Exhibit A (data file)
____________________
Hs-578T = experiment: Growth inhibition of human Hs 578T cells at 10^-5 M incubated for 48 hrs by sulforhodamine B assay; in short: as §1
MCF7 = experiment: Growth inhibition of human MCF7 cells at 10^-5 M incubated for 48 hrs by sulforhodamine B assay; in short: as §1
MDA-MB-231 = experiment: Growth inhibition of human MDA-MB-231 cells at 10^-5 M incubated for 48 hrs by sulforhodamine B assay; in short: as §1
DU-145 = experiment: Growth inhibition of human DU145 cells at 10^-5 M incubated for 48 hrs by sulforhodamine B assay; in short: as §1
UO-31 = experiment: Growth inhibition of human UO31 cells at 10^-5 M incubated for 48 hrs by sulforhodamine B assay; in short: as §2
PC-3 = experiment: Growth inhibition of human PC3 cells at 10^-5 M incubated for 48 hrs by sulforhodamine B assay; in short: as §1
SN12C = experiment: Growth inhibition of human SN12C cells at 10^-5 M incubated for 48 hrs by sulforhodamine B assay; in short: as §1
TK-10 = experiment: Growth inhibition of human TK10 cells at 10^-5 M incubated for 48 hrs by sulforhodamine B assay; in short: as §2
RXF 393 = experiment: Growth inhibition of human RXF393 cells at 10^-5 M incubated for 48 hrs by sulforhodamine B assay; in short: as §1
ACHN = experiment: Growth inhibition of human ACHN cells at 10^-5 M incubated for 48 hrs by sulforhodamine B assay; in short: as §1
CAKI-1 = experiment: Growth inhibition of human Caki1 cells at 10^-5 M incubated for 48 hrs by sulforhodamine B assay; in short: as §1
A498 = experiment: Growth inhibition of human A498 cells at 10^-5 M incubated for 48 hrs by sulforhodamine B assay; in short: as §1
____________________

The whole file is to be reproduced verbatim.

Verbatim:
Hs-578T = experiment: Growth inhibition of human Hs 578T cells at 10^-5 M incubated for 48 hrs by sulforhodamine B assay; in short: as §1
MCF7 = experiment: Growth inhibition of human MCF7 cells at 10^-5 M incubated for 48 hrs by sulforhodamine B assay; in short: as §1
MDA-MB-231 = experiment: Growth inhibition of human MDA-MB-231 cells at 10^-5 M incubated for 48 hrs by sulforhodamine B assay; in short: as §1
DU-145 = experiment: Growth inhibition of human DU145 cells at 10^-5 M incubated for 48 hrs by sulforhodamine B assay; in short: as §1
UO-31 = experiment: Growth inhibition of human UO31 cells at 10^-5 M incubated for 48 hrs by sulforhodamine B assay; in short: as §2
PC-3 = experiment: Growth inhibition of human PC3 cells at 10^-5 M incubated for 48 hrs by sulforhodamine B assay; in short: as §1
SN12C = experiment: Growth inhibition of human SN12C cells at 10^-5 M incubated for 48 hrs by sulforhodamine B assay; in short: as §1
TK-10 = experiment: Growth inhibition of human TK10 cells at 10^-5 M incubated for 48 hrs by sulforhodamine B assay; in short: as §2
RXF 393 = experiment: Growth inhibition of human RXF393 cells at 10^-5 M incubated for 48 hrs by sulforhodamine B assay; in short: as §1
ACHN = experiment: Growth inhibition of human ACHN cells at 10^-5 M incubated for 48 hrs by sulforhodamine B assay; in short: as §1
CAKI-1 = experiment: Growth inhibition of human Caki1 cells at 10^-5 M incubated for 48 hrs by sulforhodamine B assay; in short: as §1
A498 = experiment: Growth inhibition of human A498 cells at 10^-5 M incubated for 48 hrs by sulforhodamine B assay; in short: as §1